chicken nuggets
Paedophiles are said to be pretending to be chicken nuggets online Getty Images

Paedophiles are trying to groom primary school children online by pretending to be chicken nuggets and ice cream, a psychologist has revealed.

One convicted sex offender even set up a social media account pretending to be a road outside a girls' secondary school in a bid to get teenage pupils to accept his friend requests.

The extraordinary lengths child abusers are going to entice youngsters online were revealed by social media safety expert and forensic psychologist Dr Maureen Griffin and reported in the Irish Daily Mirror.

Dr Griffin said despite the success of "stranger danger" initiatives to protect children on social media, offenders have "come up with new and novel ways of gaining access to children's information".

"At primary school level, I have dealt with accounts set up pretending to be chicken nuggets and ice cream in order to friend children," she said in a presentation for the Ennis Mental Health Association in Clare, Ireland.

Dr Griffin went on to reveal how one convict even set up a social media account pretending to be a road outside a secondary school.

"Over 400 girls at the school accepted the road as a friend," she said. "The owner of the account was a known convicted sex offender who made no effort to contact the girls, he didn't follow them or meet them in real life or wait outside their school.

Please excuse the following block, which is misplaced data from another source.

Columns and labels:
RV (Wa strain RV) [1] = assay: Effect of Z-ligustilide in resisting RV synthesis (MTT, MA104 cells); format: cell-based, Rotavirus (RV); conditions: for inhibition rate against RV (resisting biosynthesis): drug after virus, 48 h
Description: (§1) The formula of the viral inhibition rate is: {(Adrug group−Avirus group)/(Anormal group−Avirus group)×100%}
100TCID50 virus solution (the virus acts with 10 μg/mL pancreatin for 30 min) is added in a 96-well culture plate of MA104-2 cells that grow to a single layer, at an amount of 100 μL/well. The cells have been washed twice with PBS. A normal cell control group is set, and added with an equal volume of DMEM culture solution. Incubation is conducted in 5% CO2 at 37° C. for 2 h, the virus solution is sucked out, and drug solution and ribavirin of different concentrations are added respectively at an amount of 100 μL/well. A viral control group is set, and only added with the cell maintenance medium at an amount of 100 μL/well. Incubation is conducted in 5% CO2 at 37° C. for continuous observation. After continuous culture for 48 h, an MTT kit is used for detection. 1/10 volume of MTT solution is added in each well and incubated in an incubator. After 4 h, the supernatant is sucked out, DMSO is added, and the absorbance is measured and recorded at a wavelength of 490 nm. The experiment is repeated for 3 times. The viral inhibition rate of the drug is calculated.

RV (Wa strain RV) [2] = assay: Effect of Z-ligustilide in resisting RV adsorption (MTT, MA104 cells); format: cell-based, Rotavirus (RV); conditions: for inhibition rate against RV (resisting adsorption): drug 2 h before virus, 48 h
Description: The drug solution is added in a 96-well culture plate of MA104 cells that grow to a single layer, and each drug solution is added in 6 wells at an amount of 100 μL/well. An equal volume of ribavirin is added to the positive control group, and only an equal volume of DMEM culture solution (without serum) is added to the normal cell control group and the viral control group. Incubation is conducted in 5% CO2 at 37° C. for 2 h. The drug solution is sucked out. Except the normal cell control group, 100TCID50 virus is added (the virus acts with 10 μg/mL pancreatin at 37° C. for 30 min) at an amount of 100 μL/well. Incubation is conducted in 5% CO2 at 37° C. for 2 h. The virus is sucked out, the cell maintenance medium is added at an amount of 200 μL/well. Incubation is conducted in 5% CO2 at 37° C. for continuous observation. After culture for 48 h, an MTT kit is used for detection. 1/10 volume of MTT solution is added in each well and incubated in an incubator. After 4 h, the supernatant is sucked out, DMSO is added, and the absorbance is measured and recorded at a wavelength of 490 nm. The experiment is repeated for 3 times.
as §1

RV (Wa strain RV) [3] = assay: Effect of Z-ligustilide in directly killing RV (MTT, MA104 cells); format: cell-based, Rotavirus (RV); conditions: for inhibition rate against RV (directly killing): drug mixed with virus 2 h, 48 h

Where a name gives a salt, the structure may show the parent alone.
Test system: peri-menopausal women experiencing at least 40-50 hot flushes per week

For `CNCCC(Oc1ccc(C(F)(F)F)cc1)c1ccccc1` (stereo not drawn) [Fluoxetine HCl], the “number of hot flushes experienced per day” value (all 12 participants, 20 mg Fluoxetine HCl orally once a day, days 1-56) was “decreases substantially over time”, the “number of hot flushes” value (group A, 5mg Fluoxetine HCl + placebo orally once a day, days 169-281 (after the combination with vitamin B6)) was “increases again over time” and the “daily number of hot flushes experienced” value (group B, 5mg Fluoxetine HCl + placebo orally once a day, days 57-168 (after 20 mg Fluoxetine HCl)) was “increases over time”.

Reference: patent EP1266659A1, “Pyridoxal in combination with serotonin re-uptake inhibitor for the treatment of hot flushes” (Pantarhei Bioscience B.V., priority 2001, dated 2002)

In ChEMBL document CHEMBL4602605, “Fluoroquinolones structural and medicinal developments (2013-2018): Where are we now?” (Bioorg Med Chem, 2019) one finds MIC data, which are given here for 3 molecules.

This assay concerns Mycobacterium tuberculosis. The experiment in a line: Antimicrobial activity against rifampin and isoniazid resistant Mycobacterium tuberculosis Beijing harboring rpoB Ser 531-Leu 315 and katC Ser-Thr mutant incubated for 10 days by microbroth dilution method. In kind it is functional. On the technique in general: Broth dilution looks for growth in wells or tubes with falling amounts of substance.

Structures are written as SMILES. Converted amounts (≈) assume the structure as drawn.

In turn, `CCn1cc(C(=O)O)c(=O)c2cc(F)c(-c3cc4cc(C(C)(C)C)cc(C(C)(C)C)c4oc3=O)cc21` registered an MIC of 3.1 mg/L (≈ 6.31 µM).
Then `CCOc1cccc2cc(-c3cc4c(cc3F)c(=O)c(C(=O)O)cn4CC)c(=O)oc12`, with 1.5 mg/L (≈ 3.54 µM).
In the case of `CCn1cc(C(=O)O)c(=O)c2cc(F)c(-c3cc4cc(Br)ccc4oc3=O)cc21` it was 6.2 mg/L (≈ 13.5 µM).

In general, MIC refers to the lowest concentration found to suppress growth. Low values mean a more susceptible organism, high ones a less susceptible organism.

"He simply collected their photos, pictures from teenage discos, girls' sleepovers and a range of selfies."

Dr Griffin urged parents to make sure their children know and trust their followers and friends online.

She warned that "any site that is targeted towards children, adults with a sexual interest in children will use that site".

She gave the example of, a site aimed at children where youngsters could post videos of themselves lip syncing and dancing to their favourite songs.

One girl's followers – a suspected paedophile – encouraged her to instead sing in her underwear, saying she would get more "likes" for her video.

Dr Griffin said: "She was at primary school. She saw nothing wrong with dancing around her bedroom singing her favourite song but broadcasting that to people you do not know is where the difficulty lies."